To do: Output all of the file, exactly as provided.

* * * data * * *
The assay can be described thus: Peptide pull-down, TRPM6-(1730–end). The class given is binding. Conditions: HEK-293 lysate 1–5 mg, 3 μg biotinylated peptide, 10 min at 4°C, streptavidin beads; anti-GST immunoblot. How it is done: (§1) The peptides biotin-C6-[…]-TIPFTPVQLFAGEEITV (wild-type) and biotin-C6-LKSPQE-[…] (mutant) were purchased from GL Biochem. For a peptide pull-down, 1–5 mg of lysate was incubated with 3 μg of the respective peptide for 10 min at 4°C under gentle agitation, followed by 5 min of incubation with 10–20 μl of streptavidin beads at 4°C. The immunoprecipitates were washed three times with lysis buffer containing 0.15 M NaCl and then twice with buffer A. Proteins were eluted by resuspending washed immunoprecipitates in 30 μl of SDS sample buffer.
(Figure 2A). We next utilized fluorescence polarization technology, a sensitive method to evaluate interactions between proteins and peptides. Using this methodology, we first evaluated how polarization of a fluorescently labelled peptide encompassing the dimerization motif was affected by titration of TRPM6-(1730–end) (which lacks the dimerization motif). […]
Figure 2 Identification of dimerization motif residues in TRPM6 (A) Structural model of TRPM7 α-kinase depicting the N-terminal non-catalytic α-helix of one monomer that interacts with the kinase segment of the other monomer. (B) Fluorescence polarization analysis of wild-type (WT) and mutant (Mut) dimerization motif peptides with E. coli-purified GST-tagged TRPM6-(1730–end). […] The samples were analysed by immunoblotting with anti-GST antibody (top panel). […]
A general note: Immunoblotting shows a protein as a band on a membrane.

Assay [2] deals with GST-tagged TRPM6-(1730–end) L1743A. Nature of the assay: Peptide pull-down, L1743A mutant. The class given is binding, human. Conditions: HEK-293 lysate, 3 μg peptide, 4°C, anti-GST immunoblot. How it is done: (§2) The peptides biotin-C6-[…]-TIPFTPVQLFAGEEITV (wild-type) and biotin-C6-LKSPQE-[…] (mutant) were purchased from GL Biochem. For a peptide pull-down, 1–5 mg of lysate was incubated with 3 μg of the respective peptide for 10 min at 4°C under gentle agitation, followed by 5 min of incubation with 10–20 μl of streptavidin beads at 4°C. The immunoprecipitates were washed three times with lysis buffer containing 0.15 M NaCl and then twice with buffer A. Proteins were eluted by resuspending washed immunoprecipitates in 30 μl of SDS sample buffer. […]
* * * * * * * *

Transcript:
The assay can be described thus: Peptide pull-down, TRPM6-(1730–end). The class given is binding. Conditions: HEK-293 lysate 1–5 mg, 3 μg biotinylated peptide, 10 min at 4°C, streptavidin beads; anti-GST immunoblot. How it is done: (§1) The peptides biotin-C6-[…]-TIPFTPVQLFAGEEITV (wild-type) and biotin-C6-LKSPQE-[…] (mutant) were purchased from GL Biochem. For a peptide pull-down, 1–5 mg of lysate was incubated with 3 μg of the respective peptide for 10 min at 4°C under gentle agitation, followed by 5 min of incubation with 10–20 μl of streptavidin beads at 4°C. The immunoprecipitates were washed three times with lysis buffer containing 0.15 M NaCl and then twice with buffer A. Proteins were eluted by resuspending washed immunoprecipitates in 30 μl of SDS sample buffer.
(Figure 2A). We next utilized fluorescence polarization technology, a sensitive method to evaluate interactions between proteins and peptides. Using this methodology, we first evaluated how polarization of a fluorescently labelled peptide encompassing the dimerization motif was affected by titration of TRPM6-(1730–end) (which lacks the dimerization motif). […]
Figure 2 Identification of dimerization motif residues in TRPM6 (A) Structural model of TRPM7 α-kinase depicting the N-terminal non-catalytic α-helix of one monomer that interacts with the kinase segment of the other monomer. (B) Fluorescence polarization analysis of wild-type (WT) and mutant (Mut) dimerization motif peptides with E. coli-purified GST-tagged TRPM6-(1730–end). […] The samples were analysed by immunoblotting with anti-GST antibody (top panel). […]
A general note: Immunoblotting shows a protein as a band on a membrane.

Assay [2] deals with GST-tagged TRPM6-(1730–end) L1743A. Nature of the assay: Peptide pull-down, L1743A mutant. The class given is binding, human. Conditions: HEK-293 lysate, 3 μg peptide, 4°C, anti-GST immunoblot. How it is done: (§2) The peptides biotin-C6-[…]-TIPFTPVQLFAGEEITV (wild-type) and biotin-C6-LKSPQE-[…] (mutant) were purchased from GL Biochem. For a peptide pull-down, 1–5 mg of lysate was incubated with 3 μg of the respective peptide for 10 min at 4°C under gentle agitation, followed by 5 min of incubation with 10–20 μl of streptavidin beads at 4°C. The immunoprecipitates were washed three times with lysis buffer containing 0.15 M NaCl and then twice with buffer A. Proteins were eluted by resuspending washed immunoprecipitates in 30 μl of SDS sample buffer. […]